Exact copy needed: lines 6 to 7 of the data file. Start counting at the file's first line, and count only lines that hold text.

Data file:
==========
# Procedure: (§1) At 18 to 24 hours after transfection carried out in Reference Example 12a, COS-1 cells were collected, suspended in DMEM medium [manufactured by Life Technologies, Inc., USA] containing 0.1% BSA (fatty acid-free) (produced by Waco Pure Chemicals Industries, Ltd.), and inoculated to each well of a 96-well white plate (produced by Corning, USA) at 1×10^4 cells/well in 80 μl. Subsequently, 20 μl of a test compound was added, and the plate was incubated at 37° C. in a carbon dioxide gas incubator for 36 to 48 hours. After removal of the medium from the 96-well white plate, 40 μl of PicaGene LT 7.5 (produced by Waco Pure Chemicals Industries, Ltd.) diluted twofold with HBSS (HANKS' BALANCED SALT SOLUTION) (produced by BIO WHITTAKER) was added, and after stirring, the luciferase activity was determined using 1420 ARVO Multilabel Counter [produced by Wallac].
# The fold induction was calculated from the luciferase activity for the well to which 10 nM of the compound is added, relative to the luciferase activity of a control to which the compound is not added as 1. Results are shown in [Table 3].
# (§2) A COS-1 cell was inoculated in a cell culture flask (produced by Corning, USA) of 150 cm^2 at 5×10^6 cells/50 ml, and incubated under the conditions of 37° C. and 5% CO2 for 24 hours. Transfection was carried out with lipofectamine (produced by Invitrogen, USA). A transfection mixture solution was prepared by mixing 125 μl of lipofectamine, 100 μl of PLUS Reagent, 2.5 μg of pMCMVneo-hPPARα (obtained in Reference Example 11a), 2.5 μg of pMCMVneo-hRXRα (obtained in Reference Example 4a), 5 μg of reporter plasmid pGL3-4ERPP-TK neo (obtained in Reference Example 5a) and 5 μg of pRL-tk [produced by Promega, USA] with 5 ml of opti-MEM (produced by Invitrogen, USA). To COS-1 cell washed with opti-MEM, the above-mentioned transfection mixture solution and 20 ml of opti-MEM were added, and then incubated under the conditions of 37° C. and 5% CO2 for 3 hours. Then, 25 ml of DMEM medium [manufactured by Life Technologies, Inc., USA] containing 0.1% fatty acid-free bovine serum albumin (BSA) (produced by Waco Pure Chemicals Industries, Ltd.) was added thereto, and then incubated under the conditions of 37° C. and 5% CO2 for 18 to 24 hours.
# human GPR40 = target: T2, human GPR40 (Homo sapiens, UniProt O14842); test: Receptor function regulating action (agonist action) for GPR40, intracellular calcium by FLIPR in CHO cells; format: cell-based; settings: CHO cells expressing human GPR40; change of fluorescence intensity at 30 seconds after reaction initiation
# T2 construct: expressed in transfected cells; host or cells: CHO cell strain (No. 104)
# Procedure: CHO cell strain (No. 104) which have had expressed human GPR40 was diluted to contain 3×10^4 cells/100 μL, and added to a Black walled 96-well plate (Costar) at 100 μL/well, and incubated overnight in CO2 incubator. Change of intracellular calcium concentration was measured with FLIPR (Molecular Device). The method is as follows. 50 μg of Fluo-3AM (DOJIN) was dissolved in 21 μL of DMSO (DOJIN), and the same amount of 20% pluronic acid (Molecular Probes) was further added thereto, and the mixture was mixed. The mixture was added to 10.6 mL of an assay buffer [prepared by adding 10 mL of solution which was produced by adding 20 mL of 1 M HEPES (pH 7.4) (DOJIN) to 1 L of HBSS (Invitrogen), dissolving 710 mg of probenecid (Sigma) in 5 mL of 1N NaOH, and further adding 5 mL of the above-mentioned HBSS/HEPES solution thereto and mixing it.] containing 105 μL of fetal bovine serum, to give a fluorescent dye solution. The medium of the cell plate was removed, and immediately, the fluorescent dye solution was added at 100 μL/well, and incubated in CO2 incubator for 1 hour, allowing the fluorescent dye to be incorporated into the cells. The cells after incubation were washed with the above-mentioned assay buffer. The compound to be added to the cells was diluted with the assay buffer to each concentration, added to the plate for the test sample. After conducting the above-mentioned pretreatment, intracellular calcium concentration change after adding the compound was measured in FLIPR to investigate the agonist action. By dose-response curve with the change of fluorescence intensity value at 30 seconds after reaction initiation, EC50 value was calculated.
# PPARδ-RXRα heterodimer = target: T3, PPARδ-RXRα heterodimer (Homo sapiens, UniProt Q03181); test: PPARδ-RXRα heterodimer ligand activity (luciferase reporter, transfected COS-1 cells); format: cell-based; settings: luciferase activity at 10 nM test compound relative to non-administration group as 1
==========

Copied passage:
# Procedure: CHO cell strain (No. 104) which have had expressed human GPR40 was diluted to contain 3×10^4 cells/100 μL, and added to a Black walled 96-well plate (Costar) at 100 μL/well, and incubated overnight in CO2 incubator. Change of intracellular calcium concentration was measured with FLIPR (Molecular Device). The method is as follows. 50 μg of Fluo-3AM (DOJIN) was dissolved in 21 μL of DMSO (DOJIN), and the same amount of 20% pluronic acid (Molecular Probes) was further added thereto, and the mixture was mixed. The mixture was added to 10.6 mL of an assay buffer [prepared by adding 10 mL of solution which was produced by adding 20 mL of 1 M HEPES (pH 7.4) (DOJIN) to 1 L of HBSS (Invitrogen), dissolving 710 mg of probenecid (Sigma) in 5 mL of 1N NaOH, and further adding 5 mL of the above-mentioned HBSS/HEPES solution thereto and mixing it.] containing 105 μL of fetal bovine serum, to give a fluorescent dye solution. The medium of the cell plate was removed, and immediately, the fluorescent dye solution was added at 100 μL/well, and incubated in CO2 incubator for 1 hour, allowing the fluorescent dye to be incorporated into the cells. The cells after incubation were washed with the above-mentioned assay buffer. The compound to be added to the cells was diluted with the assay buffer to each concentration, added to the plate for the test sample. After conducting the above-mentioned pretreatment, intracellular calcium concentration change after adding the compound was measured in FLIPR to investigate the agonist action. By dose-response curve with the change of fluorescence intensity value at 30 seconds after reaction initiation, EC50 value was calculated.
# PPARδ-RXRα heterodimer = target: T3, PPARδ-RXRα heterodimer (Homo sapiens, UniProt Q03181); test: PPARδ-RXRα heterodimer ligand activity (luciferase reporter, transfected COS-1 cells); format: cell-based; settings: luciferase activity at 10 nM test compound relative to non-administration group as 1